EPA cancels pollution inspections to stay within GOP-reduced budget Congress moving bill to cut funding 20%

November 25, 1995|By NEW YORK TIMES NEWS SERVICE

WASHINGTON -- In the past several weeks, the Environmental Protection Agency has canceled hundreds of pollution inspections at factories, water treatment plants and other sites because of budget cuts imposed by temporary spending legislation.

Senior officials in the agency say the reduction in inspections, which began when stopgap spending bills reduced the agency's budget last month, is likely to intensify in coming months if Congress imposes even deeper reductions in the agency's enforcement activities.

A Republican-backed bill to pay for the operations of the EPA and other agencies would cut spending on environmental enforcement by more than 20 percent. The House and Senate are expected to vote on it next week.

At Frankford Arsenal, an industrial park in Philadelphia, federal inspectors who were tipped off to a possible violation postponed a visit because technicians were unable to pay for travel from a laboratory in Annapolis.

The local fire department visited the scene instead and found drums of PCBs stored there, a violation that was viewed as very serious.

EPA then sent an emergency response official who persuaded the responsible company to correct the problem, officials said.

"Clearly, we are not out in the field as much as we used to be," said W. Michael McCabe, the top EPA official in the mid-Atlantic states, "and if we are not out in the field we are not discovering the problems, and we are not able to correct them."

Republicans said their view is simple: There is not enough money to fix every environmental problem.

"Our objective with the EPA is to first, by way of the dollars, get the attention of this agency," said Rep. Jerry Lewis of Californian, who is the House Republicans' point man on the EPA bill.

"They have grown like Topsy and are placing regulation upon regulation. They are in the enforcement business almost for the sake of it, rather than for what they can accomplish."

The argument over environmental spending will be a prominent feature in the budget talks between the White House and the Republican leaders in Congress.

The two sides agreed last Sunday on a framework for a balanced federal budget in seven years, but the agreement hinged on some conditions.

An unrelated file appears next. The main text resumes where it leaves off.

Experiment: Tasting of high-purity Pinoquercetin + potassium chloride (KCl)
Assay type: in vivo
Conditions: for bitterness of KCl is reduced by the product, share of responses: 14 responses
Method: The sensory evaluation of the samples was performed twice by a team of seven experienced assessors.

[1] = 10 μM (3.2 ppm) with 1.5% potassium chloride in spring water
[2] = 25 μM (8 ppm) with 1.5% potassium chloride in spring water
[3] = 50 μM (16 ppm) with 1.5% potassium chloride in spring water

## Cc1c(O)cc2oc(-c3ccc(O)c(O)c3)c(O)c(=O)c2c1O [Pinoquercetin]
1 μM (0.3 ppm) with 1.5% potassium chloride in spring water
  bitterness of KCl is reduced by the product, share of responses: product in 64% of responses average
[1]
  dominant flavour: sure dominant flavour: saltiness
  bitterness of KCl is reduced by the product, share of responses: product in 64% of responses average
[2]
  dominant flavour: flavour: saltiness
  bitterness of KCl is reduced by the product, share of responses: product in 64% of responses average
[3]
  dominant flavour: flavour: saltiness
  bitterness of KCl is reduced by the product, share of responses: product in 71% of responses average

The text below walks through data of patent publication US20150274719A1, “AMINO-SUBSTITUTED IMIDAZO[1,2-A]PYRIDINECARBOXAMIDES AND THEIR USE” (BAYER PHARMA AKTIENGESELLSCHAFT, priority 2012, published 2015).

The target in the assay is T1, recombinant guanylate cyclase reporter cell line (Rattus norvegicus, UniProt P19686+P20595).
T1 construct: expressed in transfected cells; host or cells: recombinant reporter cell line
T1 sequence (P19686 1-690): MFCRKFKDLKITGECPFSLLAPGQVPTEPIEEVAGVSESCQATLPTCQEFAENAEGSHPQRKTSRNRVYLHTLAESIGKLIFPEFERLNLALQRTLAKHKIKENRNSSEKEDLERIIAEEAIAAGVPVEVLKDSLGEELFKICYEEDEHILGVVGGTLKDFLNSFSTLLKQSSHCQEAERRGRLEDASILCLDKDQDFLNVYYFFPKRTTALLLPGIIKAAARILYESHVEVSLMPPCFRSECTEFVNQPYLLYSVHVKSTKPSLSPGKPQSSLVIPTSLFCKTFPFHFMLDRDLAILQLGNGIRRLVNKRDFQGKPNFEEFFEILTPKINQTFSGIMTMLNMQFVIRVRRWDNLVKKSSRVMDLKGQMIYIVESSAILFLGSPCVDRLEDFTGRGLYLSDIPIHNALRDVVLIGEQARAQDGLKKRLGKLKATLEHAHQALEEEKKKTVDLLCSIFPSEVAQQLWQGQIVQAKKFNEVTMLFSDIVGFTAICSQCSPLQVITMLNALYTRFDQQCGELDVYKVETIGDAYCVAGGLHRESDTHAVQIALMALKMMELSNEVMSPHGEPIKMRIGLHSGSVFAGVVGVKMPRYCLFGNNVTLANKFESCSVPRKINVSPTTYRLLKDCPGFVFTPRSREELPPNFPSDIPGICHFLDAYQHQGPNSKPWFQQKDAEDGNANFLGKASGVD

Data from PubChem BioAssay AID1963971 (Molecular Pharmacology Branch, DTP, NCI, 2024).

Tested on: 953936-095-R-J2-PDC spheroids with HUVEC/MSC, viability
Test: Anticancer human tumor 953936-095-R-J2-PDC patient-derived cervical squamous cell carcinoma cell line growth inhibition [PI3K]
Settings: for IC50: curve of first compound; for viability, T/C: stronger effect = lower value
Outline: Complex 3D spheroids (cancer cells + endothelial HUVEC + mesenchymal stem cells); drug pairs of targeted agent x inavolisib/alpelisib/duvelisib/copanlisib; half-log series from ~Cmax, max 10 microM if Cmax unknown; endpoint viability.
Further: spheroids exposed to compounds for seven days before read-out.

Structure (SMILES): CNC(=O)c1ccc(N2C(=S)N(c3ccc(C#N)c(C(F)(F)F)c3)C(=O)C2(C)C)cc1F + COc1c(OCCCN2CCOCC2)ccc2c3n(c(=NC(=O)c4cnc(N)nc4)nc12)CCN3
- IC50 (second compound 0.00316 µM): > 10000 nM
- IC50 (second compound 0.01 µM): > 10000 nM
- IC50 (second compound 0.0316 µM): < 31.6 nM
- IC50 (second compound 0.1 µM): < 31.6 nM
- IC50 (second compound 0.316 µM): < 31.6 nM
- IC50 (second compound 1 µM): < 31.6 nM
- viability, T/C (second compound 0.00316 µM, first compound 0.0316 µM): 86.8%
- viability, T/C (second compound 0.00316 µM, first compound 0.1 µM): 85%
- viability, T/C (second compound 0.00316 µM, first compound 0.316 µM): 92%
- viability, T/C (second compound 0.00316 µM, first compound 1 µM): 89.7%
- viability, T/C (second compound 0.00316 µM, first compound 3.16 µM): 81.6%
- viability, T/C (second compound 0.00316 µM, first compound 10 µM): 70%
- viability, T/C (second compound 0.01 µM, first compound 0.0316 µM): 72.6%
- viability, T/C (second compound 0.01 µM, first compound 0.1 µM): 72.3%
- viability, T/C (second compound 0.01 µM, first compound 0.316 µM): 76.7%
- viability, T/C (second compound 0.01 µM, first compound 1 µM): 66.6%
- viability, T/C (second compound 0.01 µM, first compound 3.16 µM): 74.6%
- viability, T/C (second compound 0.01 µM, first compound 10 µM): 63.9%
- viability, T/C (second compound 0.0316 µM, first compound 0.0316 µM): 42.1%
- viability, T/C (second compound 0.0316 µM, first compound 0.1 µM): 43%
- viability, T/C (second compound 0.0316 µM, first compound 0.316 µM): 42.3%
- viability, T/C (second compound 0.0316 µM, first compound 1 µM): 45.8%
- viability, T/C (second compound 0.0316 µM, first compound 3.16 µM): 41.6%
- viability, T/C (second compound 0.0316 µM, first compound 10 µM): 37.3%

One was that the budget legislation that emerges provide for spending that President Clinton considers adequate for, among other things, protecting the environment.

Mr. Clinton has vowed to veto the EPA spending bill as it stands, saying the $5.7 billion it provides to the agency for the 1996 fiscal year is not adequate.

That sum is a reduction of 14 percent from the previous year, and the administration's Office of Management and Budget said this week that the legislation was intended "to cripple EPA efforts to enforce laws against polluters."

The bill singles out enforcement for some of the most significant cuts among environmental programs, and several experts said that with less money for travel, laboratory tests, negotiating settlements or pursuing court cases, the EPA's ability to deter potential polluters would probably suffer.

In all, Congress has proposed cutting enforcement spending to $314 million from $395 million, with much of the reduction affecting the toxic waste dumps in the Superfund program to repair the nation's worst pollution sites.

"Obviously the program is in for a very rough time, which is particularly unfortunate, because enforcement is the heart of environmental protection," said Steven Herman, assistant administrator for enforcement at the EPA.

But Mr. Lewis said that if the environmental agency focused its cuts on what he termed "this very comfortable and often high-priced Washington bureaucracy," and protected its field operations, "in my judgment it will have little or no effect."

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